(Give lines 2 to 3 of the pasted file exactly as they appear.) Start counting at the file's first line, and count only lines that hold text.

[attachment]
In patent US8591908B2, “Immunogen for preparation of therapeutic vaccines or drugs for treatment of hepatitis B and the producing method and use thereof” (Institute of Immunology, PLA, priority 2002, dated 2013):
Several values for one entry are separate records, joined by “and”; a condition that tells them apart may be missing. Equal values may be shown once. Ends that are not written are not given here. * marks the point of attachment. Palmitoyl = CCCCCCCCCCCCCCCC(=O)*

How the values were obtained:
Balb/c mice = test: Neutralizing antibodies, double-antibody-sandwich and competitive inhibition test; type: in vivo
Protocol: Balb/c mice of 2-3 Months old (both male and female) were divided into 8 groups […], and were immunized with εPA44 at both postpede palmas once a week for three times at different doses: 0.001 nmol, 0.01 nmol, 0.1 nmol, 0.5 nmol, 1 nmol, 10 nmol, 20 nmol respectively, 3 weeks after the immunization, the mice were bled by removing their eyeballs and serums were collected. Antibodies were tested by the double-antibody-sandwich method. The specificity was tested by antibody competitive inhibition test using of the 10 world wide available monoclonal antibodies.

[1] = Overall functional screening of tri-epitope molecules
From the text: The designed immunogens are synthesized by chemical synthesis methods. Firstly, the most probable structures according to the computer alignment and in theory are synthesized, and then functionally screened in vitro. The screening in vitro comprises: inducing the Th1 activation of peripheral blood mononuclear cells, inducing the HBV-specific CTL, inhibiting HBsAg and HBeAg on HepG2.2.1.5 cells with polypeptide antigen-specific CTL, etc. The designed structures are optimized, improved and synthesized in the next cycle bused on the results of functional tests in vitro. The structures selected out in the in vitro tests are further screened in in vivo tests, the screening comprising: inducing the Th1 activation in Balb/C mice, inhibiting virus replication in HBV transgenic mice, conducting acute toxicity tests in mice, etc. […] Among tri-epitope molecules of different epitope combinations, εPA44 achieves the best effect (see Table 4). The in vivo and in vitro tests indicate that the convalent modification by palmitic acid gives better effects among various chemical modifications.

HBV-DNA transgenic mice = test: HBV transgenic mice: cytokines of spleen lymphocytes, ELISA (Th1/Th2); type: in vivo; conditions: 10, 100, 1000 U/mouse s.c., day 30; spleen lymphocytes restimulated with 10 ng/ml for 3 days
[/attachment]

Several values for one entry are separate records, joined by “and”; a condition that tells them apart may be missing. Equal values may be shown once. Ends that are not written are not given here. * marks the point of attachment. Palmitoyl = CCCCCCCCCCCCCCCC(=O)*

How the values were obtained: